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Food - Drink
Is There A Requirement For How Long Bourbon Can Be Aged?
Bourbon is an exclusive type of whiskey that must be made in the United States and follow other rules regarding its production, if it is to carry the bourbon name. Much of these rules have to do with aging the spirit, and there is a timeframe for how long a bourbon has to be aged, though it's not as high a standard as you may imagine.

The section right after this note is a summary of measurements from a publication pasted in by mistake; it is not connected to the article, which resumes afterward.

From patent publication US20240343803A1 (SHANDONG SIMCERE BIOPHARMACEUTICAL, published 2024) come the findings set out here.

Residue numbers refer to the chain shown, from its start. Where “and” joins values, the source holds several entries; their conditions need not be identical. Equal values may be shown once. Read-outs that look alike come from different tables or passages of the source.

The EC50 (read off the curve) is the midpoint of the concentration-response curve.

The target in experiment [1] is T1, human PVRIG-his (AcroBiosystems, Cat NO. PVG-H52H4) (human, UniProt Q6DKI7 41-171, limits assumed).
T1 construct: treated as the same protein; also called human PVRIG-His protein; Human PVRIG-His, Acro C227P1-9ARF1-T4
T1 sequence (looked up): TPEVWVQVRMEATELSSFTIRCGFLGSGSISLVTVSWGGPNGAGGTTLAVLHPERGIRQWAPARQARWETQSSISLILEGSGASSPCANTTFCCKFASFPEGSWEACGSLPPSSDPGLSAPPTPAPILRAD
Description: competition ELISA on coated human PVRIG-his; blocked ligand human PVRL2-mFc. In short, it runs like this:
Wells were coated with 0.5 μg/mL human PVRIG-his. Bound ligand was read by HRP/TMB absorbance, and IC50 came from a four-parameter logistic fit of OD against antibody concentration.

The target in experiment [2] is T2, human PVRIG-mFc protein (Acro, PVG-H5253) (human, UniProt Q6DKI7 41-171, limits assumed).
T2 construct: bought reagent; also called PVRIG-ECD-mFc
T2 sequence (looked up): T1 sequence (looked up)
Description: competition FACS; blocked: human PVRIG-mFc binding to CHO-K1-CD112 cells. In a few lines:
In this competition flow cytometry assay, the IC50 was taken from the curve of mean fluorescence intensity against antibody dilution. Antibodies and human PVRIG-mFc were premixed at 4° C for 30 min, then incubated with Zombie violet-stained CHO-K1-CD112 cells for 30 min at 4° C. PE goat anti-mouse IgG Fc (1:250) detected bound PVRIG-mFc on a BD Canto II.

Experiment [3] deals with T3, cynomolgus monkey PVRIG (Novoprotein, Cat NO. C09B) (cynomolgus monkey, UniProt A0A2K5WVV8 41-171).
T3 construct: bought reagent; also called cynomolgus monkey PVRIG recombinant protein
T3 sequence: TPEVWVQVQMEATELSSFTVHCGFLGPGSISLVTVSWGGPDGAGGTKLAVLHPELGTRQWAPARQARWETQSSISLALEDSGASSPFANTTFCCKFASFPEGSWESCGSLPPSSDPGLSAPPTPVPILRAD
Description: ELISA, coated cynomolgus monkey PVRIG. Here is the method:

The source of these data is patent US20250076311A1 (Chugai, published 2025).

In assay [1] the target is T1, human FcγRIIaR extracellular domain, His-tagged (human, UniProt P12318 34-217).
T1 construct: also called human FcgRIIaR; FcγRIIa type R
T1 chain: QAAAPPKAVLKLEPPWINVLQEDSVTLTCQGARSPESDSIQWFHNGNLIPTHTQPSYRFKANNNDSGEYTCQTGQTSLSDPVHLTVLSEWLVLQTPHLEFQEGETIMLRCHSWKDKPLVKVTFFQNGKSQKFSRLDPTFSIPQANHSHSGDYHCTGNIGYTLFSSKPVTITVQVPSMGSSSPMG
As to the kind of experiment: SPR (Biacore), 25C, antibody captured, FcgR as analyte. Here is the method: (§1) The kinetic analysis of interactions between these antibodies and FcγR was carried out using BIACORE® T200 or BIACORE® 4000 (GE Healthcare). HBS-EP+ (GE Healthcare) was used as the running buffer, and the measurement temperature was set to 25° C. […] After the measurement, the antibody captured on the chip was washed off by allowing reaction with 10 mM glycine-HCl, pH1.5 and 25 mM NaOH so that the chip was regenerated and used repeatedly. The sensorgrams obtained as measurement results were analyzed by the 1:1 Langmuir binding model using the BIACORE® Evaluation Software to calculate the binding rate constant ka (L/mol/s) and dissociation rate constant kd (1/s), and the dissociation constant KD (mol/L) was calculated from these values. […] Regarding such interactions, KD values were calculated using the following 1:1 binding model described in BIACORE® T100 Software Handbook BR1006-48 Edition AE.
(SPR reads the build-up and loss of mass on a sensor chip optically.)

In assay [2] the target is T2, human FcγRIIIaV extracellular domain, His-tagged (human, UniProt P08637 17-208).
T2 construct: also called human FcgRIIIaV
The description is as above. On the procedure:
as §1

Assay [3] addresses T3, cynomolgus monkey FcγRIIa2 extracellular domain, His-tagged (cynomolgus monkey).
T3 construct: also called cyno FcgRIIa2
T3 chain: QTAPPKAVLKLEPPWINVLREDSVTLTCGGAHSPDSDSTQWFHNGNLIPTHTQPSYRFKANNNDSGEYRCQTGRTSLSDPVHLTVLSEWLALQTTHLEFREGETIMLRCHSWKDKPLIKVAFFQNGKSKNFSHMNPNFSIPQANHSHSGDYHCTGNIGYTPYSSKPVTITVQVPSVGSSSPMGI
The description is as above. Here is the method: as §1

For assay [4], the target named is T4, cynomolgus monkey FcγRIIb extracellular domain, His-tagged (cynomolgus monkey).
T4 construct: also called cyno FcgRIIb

To bear the legal designation of straight bourbon, the spirit must be aged in new charred oak barrels for at least two years, but while there is a minimum for aging, there is technically no maximum. Once it reaches the two-year mark, a bourbon can be further aged for as long as the distiller likes, but most companies won't go beyond 15 years.
Past the 15-year mark, a bourbon can turn sour, bitter, and/or lose flavor complexity, so many respected bourbon distillers aim for the "sweet spot" between six and 12 years of maturation. This time frame produces the most well-balanced bourbon, proving that "the longer, the better" isn't really true, but a few years of aging does pay off.